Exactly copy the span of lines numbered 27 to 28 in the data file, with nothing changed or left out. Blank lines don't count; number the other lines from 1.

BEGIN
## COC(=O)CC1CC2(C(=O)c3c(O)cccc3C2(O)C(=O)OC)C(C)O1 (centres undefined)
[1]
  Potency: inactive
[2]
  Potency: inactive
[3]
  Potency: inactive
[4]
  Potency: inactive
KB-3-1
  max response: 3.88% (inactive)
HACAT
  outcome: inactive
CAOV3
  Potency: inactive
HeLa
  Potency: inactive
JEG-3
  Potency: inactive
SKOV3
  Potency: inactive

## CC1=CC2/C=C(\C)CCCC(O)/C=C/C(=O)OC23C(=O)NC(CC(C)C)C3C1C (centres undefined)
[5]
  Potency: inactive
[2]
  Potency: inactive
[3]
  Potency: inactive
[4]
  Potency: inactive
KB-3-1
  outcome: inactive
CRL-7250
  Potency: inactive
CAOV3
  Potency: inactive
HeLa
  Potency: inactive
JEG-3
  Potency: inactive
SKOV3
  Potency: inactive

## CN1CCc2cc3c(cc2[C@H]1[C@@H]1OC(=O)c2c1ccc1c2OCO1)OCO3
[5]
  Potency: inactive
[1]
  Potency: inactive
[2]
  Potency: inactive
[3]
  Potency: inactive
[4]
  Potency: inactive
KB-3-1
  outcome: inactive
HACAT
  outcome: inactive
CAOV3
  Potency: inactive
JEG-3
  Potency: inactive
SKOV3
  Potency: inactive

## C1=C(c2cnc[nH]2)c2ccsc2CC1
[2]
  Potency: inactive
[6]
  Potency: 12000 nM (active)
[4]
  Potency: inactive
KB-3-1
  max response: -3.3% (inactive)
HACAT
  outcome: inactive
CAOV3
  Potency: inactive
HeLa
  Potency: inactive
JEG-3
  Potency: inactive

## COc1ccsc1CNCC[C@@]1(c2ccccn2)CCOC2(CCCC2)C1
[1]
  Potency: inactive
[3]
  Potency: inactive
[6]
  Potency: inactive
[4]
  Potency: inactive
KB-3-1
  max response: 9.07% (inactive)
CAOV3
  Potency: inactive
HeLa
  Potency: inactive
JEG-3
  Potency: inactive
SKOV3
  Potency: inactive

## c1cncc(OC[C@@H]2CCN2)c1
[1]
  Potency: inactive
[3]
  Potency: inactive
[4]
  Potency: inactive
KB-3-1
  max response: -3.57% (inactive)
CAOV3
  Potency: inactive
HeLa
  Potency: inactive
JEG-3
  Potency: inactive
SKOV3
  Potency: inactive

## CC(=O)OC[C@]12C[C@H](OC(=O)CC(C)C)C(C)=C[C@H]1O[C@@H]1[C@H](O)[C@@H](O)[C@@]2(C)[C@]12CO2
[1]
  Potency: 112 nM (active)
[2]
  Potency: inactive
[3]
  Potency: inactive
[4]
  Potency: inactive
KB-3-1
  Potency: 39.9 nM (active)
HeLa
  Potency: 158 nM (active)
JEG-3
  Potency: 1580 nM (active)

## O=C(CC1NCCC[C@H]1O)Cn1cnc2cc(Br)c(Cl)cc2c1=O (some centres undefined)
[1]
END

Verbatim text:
[3]
  Potency: inactive